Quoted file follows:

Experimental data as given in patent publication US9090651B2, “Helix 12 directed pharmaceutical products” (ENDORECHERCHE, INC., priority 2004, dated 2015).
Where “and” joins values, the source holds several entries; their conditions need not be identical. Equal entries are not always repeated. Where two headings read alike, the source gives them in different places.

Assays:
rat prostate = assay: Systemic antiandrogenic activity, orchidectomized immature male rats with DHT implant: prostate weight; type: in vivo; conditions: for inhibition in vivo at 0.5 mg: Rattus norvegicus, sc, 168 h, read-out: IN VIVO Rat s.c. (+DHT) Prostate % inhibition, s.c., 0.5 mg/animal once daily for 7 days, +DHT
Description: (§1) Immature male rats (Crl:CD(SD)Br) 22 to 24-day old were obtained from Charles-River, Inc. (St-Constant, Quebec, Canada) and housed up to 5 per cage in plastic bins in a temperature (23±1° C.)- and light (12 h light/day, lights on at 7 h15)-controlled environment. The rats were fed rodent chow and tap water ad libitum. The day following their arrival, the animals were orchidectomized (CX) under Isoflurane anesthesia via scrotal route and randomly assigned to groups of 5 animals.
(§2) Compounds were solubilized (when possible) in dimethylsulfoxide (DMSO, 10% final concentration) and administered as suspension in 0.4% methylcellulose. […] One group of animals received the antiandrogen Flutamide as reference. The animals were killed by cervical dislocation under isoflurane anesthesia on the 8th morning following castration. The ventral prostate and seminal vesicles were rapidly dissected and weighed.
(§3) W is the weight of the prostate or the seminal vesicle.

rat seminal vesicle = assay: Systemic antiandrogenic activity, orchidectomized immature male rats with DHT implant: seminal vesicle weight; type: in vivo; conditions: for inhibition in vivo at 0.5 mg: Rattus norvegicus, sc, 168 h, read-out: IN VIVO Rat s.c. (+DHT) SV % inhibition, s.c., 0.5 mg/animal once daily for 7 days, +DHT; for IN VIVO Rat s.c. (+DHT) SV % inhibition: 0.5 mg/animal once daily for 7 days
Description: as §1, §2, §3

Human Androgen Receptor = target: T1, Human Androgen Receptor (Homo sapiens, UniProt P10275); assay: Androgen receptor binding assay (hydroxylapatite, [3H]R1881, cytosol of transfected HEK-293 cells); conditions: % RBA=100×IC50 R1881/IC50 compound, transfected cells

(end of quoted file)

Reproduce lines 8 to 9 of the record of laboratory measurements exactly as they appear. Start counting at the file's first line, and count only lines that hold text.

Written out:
rat seminal vesicle = assay: Systemic antiandrogenic activity, orchidectomized immature male rats with DHT implant: seminal vesicle weight; type: in vivo; conditions: for inhibition in vivo at 0.5 mg: Rattus norvegicus, sc, 168 h, read-out: IN VIVO Rat s.c. (+DHT) SV % inhibition, s.c., 0.5 mg/animal once daily for 7 days, +DHT; for IN VIVO Rat s.c. (+DHT) SV % inhibition: 0.5 mg/animal once daily for 7 days
Description: as §1, §2, §3